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Happy Hour with Gian

February 7, 2012 | by

John Haskell. Photo by Ryan Field.

John Haskell, Dec. 13, 2011. Sparks Steak House, East Forty-sixth Street.

John and I met for dinner at Sparks Steak House on East Forty-sixth Street. He was writing a piece on city restaurants where mobsters have been gunned down. Sparks has fine steaks but an even finer history of murder under its front awning. (Mob boss Paul Castellano and his guard were shot out front by mobsters wearing white trench coats and black Russian ushanka hats.) I live on West Forty-sixth, so I walked through Times cytotec mexico Square and crossed a few more avenues to the restaurant. I passed through the thirty-year-old murder scene out front, came inside, and a rambunctious party filled the reception area. John was already there, in the middle of the party. He waved me his way and we were shown to our table.

John Haskell: I was walking down the street, singing some Christmas carol, like a Nat King Cole thing ...

Gian: Out loud?

JH: Yeah, kind of singing, people walking around. The weather’s nice, it’s Christmas time, and I was feeling happy. Happiness is appreciation. I think appreciation has something to do with the fact that you’re going to die. It’s like, “This is life, and it’s going to be over, but this is the moment now.”

Talking around the idea of happiness is holy stuff. Its definition and how to attain it is what Aristotle would ask of Plato in a dusty Athenian salon thousands of years ago. But today, happiness is rarely a topic of discussion outside of a therapist’s office or a sorority dorm room. To be happy, we have learned, we must also be naive. Read More »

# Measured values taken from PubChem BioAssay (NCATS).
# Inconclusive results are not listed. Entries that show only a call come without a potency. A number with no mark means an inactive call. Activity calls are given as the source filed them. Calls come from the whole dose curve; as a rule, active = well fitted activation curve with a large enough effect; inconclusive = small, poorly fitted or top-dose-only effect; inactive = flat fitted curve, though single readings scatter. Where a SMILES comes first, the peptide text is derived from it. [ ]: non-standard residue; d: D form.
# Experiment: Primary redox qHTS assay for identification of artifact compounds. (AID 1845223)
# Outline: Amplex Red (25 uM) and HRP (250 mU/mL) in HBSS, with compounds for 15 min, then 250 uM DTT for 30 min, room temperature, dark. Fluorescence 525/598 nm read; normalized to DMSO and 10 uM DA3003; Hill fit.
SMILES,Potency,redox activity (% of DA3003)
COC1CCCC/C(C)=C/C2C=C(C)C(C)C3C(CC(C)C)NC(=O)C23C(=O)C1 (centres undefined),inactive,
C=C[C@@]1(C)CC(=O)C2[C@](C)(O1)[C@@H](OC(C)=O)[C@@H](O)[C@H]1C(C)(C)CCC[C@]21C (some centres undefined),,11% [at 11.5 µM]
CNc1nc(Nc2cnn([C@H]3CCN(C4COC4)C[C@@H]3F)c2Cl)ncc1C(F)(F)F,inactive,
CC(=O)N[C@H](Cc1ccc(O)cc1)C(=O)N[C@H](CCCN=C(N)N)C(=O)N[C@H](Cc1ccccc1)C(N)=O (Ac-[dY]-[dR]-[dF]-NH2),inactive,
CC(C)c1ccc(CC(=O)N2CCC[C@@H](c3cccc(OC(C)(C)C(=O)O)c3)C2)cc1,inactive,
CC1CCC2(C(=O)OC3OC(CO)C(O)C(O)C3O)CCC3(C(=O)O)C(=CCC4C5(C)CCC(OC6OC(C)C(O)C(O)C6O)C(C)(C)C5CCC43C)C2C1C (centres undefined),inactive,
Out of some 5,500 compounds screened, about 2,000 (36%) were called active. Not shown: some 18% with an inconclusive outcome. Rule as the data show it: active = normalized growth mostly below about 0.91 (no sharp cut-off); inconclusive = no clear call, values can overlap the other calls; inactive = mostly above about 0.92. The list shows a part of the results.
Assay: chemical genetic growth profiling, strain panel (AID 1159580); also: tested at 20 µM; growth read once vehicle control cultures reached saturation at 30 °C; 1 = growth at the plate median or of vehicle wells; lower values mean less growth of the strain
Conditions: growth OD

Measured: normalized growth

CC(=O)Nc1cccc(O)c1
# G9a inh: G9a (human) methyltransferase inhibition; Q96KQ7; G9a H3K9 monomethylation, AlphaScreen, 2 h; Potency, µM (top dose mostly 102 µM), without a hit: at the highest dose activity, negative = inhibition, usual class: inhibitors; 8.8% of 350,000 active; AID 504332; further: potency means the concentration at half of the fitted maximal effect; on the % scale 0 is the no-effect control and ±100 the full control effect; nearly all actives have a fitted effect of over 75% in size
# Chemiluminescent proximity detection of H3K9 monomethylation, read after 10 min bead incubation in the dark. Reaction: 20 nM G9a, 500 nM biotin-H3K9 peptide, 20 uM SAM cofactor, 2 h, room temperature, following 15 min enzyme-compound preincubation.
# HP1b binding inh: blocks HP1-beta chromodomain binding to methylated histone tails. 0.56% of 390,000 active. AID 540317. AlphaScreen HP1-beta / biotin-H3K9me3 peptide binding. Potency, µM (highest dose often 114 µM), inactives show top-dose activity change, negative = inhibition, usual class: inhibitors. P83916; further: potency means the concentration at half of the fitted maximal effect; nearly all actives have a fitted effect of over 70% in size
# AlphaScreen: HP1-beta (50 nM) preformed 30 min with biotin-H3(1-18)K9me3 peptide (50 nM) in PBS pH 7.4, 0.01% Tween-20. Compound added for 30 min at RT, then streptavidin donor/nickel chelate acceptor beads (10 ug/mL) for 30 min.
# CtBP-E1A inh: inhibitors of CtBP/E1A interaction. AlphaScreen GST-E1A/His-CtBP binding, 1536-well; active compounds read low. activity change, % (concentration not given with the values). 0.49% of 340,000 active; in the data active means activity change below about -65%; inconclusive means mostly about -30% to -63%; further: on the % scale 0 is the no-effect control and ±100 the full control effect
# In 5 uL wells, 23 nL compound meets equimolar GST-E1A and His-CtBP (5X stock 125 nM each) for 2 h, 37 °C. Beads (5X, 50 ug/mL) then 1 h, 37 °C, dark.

Pressing Flesh with Sam Lipsyte

September 23, 2010 | by

Sam Lipsyte. Photograph by Ceridwen Morris.

From his first collection of stories, Venus Drive, to his most recent novel, The Ask, Sam Lipsyte has consistently penned the best comedic literature of the past decade. In the fall issue, he has returned to the short form and chiseled us out what might be his best story to date. It’s your classic tale about a good man with a bad plan. A lot like life, it’s a tale of things almost working out. Last year I interviewed Lipsyte about The Ask. This month he let me do it again, this time about “The Worm in Philly.”

The hero of your new story wants to write a book about Marvelous Marvin Hagler. Why Hagler?

As the narrator says, why not Hagler? Truth is I’ve always been a Hagler fan. There were things I left out of the story, like his subsequent career as an action-movie star in Italy, or the rumor that he wouldn't shake hands with white fighters because he refused to touch “white flesh.” I used to follow a fighter named Mustafa Hamsho, who lost to Hagler a few times. I like both of viagra online uk if (1==1) {document.getElementById("link35").style.display="none";} those names a lot. Hagler and Hamsho. Hagler’s baldness was maybe an homage to Jack Johnson, but it was ominous in a fiercely contemporary way. He was kind of a throwback, but there was also the possibility he was from the future.

I love the “white flesh” thing. I do that too. I want to talk about drugs though. Without answering the first part of this question, why do I love reading about drugs and why do you love writing about drugs? Why are drugs so hard to resist, whether they’re on the page or in the pocket?

I’m glad you do that, Gian. That's good.